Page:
Vet Med Faces of Research: Dr. Sunil More
Monday, May 3, 2021
Media Contact: Derinda Blakeney, APR | OSU College of Veterinary Medicine | 405-744-6740 | firstname.lastname@example.org
Sunil More, BVSc and AH, MVSc, Ph.D., DACVP, is an assistant professor in the Department of Veterinary Pathobiology. He has been involved in respiratory virus diseases research for a decade.
“My lab is focusing on two major respiratory infections,” More said. “First is flu and second is COVID-19. We now know how tremendously these viruses impact human health. To fight these viruses, we need to understand how these viruses infect and damage our lungs. Two ways we study these viruses are using cell culture models and animal models. These models help us understand clinical as well as molecular progression of the disease.
“The most exciting thing about my research is that I get to connect the dots between clinical disease and its mechanism. As a pathologist, I get to see at the microscopic level what happens to the lungs during viral infections and how they respond to the lung injury.”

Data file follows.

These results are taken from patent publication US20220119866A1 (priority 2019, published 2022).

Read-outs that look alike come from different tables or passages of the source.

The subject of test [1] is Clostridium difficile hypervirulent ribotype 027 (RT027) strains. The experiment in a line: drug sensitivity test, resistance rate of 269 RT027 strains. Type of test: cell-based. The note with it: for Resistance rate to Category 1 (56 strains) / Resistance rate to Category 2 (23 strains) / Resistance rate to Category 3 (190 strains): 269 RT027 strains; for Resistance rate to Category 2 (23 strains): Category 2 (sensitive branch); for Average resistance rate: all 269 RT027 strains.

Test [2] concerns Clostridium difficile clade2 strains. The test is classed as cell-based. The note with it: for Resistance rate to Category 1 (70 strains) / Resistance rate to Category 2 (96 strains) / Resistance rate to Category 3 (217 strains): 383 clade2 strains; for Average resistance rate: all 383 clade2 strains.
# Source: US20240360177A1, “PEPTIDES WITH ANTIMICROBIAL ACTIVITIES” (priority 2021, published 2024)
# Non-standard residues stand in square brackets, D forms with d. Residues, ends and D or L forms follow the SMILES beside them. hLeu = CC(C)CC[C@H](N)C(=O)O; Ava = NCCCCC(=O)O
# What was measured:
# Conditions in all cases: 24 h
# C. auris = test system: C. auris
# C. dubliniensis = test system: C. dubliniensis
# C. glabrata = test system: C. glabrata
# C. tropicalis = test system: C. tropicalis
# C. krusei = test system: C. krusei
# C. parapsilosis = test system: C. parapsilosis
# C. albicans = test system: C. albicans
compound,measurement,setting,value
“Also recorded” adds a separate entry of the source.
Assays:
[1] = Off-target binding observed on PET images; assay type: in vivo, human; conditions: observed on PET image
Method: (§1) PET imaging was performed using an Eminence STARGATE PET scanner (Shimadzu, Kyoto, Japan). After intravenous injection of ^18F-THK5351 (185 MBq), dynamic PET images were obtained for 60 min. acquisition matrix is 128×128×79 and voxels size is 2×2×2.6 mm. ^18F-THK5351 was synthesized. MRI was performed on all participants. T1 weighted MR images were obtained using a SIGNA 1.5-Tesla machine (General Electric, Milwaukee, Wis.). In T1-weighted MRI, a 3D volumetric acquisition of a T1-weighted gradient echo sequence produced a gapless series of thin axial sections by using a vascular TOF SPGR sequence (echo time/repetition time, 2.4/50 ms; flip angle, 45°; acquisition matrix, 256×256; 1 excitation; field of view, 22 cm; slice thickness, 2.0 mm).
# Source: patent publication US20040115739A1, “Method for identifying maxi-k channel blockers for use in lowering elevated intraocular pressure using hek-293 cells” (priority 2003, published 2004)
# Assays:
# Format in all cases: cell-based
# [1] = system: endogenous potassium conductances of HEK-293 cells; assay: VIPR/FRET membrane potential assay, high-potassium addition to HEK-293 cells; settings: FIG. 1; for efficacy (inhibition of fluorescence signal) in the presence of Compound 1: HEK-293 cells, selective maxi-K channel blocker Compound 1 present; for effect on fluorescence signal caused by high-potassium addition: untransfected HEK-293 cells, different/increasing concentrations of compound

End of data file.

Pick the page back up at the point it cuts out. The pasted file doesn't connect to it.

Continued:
According to More, a typical day in his laboratory involves histopathology of the lungs to understand patterns of lung injury. More and his team also extract genetic material from the lungs to understand how the gene level changes are happening due to viral infections.
“We’re also trying to develop a COPD model in mice,” he said. “The current models available have some limitations. They do not exhibit all the facets of this disease. We have added a few of the drugs that can mimic all the aspects of COPD patients in mice. This model will also help us study viral infections, such as flu and COVID-19, in COPD patients.
“Success in my books is being able to understand how viruses infect and damage our lungs. Our body responds to viruses in so many ways. It’s like a football game. Not every cell in our body will score a touchdown. But every cell has to play a certain role and eventually, someone will score a touchdown and we will get a win over the virus. If at the end of the day I’m able to figure out some of the key players and their role in viral infections, I will be very happy.”
Vet Med Faces of Research is a monthly series designed to inform the public about the impact of the numerous studies being conducted at Oklahoma State University’s College of Veterinary Medicine. Advancing knowledge and understanding for the benefit of the lives and livelihoods of the people of Oklahoma is a critical element of OSU’s land-grant mission. If you would like to support research at the college, please contact Ashley Hesser, director of development with the OSU Foundation, at 405-385-0715 or email@example.com.